Obama to sign fast-track trade legislation

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President Obama on Monday will sign trade legislation that paves the way for him to complete a sweeping trans-Pacific pact with 11 other nations.

The signing ceremony gives Obama the chance to take a victory lap on arguably the biggest legislative win of his second term.  

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Obama will sign a bill giving him fast-track power to negotiate the 12-nation Trans-Pacific Partnership, the centerpiece of his economic agenda. That allows him to finalize the deal without Congress adding measures that could kill it.

He will also sign a worker-aid bill that helps Americans who lose their jobs to foreign competition. 

The House and Senate passed both measures last week after it appeared the package was dead in Congress. House Democrats sunk the worker assistance program earlier this month, defying personal appeals from the president just hours before the vote. 

Obama put on a full-court press to win fast-track powers over the objections of many in his own party. 

The White House launched an aggressive lobbying effort to persuade Democrats to back the bill and the president publicly clashed with Democratic leaders who accused him of pushing a deal that would hurt American workers.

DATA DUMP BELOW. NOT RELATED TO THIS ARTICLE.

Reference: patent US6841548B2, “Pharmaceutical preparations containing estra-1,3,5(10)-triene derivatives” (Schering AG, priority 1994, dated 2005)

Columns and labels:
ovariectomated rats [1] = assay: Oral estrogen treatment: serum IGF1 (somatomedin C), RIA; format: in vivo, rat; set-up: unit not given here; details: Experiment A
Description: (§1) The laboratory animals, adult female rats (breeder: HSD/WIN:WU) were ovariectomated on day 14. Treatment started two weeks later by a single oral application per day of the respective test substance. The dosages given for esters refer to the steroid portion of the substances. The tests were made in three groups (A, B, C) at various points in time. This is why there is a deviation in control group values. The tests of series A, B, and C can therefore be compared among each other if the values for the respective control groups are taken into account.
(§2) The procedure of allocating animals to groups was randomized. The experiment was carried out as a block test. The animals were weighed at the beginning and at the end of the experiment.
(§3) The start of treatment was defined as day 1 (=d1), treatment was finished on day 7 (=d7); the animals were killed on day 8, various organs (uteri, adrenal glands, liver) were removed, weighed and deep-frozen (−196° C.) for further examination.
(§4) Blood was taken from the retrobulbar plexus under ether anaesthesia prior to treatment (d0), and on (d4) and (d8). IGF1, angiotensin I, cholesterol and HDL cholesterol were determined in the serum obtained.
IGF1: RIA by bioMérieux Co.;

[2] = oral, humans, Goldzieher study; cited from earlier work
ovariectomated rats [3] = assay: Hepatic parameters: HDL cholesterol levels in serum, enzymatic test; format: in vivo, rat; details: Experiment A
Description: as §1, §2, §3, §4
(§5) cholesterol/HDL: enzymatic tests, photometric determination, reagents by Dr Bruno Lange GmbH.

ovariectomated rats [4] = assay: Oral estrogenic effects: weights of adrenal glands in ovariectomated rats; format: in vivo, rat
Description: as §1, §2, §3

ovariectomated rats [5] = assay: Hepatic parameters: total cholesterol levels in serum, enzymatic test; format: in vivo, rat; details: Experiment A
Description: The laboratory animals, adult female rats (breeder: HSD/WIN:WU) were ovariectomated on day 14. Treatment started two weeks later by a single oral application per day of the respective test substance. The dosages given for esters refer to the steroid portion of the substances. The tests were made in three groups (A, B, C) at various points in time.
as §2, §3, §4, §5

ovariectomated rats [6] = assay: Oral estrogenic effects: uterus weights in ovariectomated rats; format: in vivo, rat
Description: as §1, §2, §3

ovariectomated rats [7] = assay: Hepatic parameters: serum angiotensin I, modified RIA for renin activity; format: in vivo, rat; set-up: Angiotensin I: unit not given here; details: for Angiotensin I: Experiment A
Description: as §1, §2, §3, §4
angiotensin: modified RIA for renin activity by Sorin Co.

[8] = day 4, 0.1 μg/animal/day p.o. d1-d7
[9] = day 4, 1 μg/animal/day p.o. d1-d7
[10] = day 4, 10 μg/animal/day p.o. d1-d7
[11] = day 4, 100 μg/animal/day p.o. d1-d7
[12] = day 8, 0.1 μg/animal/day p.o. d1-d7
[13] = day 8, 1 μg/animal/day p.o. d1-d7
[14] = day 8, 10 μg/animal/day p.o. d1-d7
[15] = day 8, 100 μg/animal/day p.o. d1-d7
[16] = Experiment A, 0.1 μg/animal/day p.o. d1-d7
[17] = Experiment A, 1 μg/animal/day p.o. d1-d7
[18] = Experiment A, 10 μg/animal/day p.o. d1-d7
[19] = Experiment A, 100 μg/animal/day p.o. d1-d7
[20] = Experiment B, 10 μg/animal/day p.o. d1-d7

The trade package is also one of the biggest achievements for the Republican Congress. The president worked with Speaker John Boehner (R-Ohio) and Senate Majority Leader Mitch McConnell (R-Ky.) to craft a winning legislative strategy.

McConnell was invited to the ceremony but is unable to attend "due to a full day of constituent events in Kentucky," according to spokesman Don Stewart. Boehner, who is leading a congressional delegation to Lithuania, will also not be in attendance.
 
The White House has not released a full list of invited lawmakers. The bill signing is scheduled during Congress' July 4 recess, when most lawmakers are away from Washington.
 
Obama’s win on trade capped a momentous week for the White House. The Supreme Court upheld a key provision of the president’s signature healthcare law and legalized same-sex marriage nationwide, a move Obama called a “victory for America.”

This story was updated at 11:51 a.m.